John Williams

Ninth installment sticks to the script

A rebel X-Wing doesn't know when to call it a day

A rebel X-Wing doesn’t know when to call it a day.

“Every once in awhile I have what I think of as an out-of-the-body experience at a movie,” wrote a rapturous Roger Ebert in the summer of 1977 of Star Wars. Later that year a more skeptical Pauline Kael, writing about the same film, said, “the loudness, the smash-and-grab editing, the relentless pacing drive every idea from your head.” Never could the duality of responses to the Star Wars series of films be better predicted. They are either the greatest experiences in a movie theater since L’Arrivée d’un train en gare de La Ciotat, or the biggest waste of time since Birdemic: Shock and Terror. [read the whole post]


A lovely night with Williams’s score, Ford’s performance, iconic scenes… there are no bad dates here!

Face melting, Nazi punching fun!

Raiders of the Lost Ark is the quintessential action-adventure film. One could confidently claim that it is the greatest action-adventure film of all time! There is nothing about Steven Spielberg’s 1981 classic that isn’t famous — the giant boulder, the snakes, the hat & whip, every single line of dialogue, Marion’s alcohol tolerance, the airfield fist fight, the melting faces, poisoned dates, and so on. Yet, one component of the film is arguably more iconic than all the rest: John Williams’s score. The awe-inspiring, galloping main theme that nearly all humans can identify is a benchmark against which all other adventure film music is compared, and it is the basis for which this amazing night at the San Francisco Symphony exists!

[read the whole post]



Screen Shot 2016-07-11 at 10.03.14 PM

This upcoming weekend, July 16-17, the San Francisco Symphony will screen Pixar’s Oscar-winning film, Ratatouille, with the score performed live. Conducting the orchestra will be none other than the amazingly accomplished SF Symphony regular, Sarah Hicks. Sarah was gracious enough to answer some questions about her own musical tastes, as well as her special love of Pixar films…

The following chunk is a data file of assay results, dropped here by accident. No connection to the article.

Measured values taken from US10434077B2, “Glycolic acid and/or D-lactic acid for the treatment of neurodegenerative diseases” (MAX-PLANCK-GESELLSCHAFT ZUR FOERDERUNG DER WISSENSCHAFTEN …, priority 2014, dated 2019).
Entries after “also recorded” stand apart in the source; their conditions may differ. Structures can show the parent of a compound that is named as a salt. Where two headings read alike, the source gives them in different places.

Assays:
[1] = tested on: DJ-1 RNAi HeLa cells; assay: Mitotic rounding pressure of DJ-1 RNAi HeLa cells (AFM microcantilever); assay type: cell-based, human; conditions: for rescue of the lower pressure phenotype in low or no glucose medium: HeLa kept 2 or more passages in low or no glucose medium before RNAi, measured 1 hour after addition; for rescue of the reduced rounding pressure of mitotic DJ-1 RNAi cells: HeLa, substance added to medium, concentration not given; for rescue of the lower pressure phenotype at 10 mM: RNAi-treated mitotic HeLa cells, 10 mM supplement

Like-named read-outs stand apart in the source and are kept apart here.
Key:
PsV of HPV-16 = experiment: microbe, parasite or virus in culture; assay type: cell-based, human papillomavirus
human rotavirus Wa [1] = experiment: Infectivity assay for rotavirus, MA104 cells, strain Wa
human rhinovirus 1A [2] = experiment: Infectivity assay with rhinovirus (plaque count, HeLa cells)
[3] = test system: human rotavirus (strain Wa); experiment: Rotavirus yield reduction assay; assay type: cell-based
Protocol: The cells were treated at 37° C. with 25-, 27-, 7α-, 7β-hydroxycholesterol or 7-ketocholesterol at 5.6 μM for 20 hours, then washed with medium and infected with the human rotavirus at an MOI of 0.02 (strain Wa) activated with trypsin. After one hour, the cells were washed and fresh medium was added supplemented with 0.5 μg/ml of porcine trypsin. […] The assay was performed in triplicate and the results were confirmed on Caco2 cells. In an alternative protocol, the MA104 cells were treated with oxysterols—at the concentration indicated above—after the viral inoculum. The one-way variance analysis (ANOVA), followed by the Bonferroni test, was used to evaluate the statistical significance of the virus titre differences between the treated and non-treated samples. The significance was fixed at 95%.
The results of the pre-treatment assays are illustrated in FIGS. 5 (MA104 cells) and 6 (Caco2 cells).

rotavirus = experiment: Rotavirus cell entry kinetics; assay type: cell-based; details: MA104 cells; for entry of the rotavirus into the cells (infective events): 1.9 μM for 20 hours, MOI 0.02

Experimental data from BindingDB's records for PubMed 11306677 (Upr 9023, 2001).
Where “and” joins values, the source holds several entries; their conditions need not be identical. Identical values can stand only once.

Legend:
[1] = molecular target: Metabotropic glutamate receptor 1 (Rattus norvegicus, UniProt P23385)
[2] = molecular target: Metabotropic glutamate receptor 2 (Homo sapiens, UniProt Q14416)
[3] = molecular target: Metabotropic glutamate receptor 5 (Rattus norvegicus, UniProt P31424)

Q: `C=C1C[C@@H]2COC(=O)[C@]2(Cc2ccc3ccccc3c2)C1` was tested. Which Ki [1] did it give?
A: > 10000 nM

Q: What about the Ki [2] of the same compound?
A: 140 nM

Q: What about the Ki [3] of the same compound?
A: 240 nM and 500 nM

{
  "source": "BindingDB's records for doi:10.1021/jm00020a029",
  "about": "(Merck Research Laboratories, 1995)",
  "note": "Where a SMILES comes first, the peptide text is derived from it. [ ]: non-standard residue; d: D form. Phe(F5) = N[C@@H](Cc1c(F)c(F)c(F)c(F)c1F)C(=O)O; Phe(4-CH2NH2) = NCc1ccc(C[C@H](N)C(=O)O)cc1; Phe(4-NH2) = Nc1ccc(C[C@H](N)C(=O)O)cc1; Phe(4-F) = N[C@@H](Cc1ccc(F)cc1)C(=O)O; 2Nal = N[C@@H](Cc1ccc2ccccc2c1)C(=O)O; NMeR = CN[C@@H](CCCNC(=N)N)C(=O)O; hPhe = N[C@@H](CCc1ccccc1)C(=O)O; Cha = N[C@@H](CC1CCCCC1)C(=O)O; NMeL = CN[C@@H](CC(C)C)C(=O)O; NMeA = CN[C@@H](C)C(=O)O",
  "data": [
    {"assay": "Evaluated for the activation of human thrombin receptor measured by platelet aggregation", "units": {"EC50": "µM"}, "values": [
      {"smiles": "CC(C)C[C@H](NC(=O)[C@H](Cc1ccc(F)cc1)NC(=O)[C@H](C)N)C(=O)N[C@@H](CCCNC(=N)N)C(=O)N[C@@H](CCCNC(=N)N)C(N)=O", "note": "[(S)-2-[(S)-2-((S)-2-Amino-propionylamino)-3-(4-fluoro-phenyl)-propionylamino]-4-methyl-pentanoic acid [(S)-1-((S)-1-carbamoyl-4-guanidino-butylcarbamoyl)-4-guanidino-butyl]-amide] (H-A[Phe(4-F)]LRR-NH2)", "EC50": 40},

Spinning Platters: My excitement for the Ratatouille show is growing, since it’s my favorite Pixar film. A popular dinner party question is ‘what’s your favorite Pixar film?’ So, do you have a favorite Pixar film?

Sarah Hicks: Oh, I can’t really choose because I love them all!  That being said, I have to admit that the ones I keep going back to are Monsters, Inc., Up and Ratatouille.

[read the whole post]


Screen Shot 2016-07-07 at 11.55.48 PM

As you can see from the image above, this wasn’t your average night at the symphony. On Thursday, the San Francisco Symphony honored legendary film composer John Williams with a program full of his iconic, award-winning scores. From fantasy epics like Star Wars and Harry Potter, to memorable dramas like Schindler’s List and Lincoln, John Williams has put a musical stamp on well over 100 films, and is still writing amazing scores to this day, at age 84.

[read the whole post]


All the music. All the magic. All the feels.

Screen Shot 2016-03-23 at 10.17.41 PM

I haven’t seen E.T. in twenty years, but by the time the credits rolled I had teary eyes and the theme song wonderfully repeating itself in my head. My girlfriend sitting next to me exclaimed, “my track record of crying every time I see E.T. is still intact”. That’s the power of Steven Spielberg’s 1982 classic E.T. the Extra Terrestrial, and there really was no better way to watch the film than with live orchestral accompaniment at the San Francisco Symphony.

[read the whole post]


Spinning Platters film critics present their top 10 films of 2015

Spinning Platters film critics Carrie Kahn and Chad Liffmann each share their ten favorite films of 2015. Here is Carrie’s list, presented in alphabetical order. (And you can find Chad’s here.)

1.) Brooklyn

Eilis (Saoirse Ronan) shares a tender moment with boyfriend Tony (Emory Cohen).

The immigrant experience in America is exquisitely captured in director John Crowley’s finely crafted film about love, loss, and longing in 1950s Brooklyn. Based on the novel by Colm Tóibín, Nick Hornby’s screenplay presents us with the intrepid young Irish woman Eilis, who leaves her family in the Irish countryside for adventure and opportunity in New York. Saoirse Ronan suberbly conveys Eilis’s gradual shift from shy newcomer to confident cosmopolitan. Called back home for a family emergency, Eilis must choose between familiar comforts and new possibilities, and Ronan depicts Eilis’s struggle with heartrending openness and aching honesty. Emory Cohen and Domhnall Gleeson, as competing suitors on opposite sides of the Atlantic, also deliver strong, sharply drawn performances.

[read the whole post]


Show Review: Williams and Spielberg: Maestros of the Movies, 9/16

September 20, 2013

The first four notes of the Star Wars main title blast to life in the beautiful Davies Symphony Hall, and members of the audience cheer loudly, whistle, applaud, and some even rise to their feet.  Only John Williams, the movie score composer who’s been writing music to accompany the silver screen since the late 1950’s, and who’s responsible […]

Read the full article →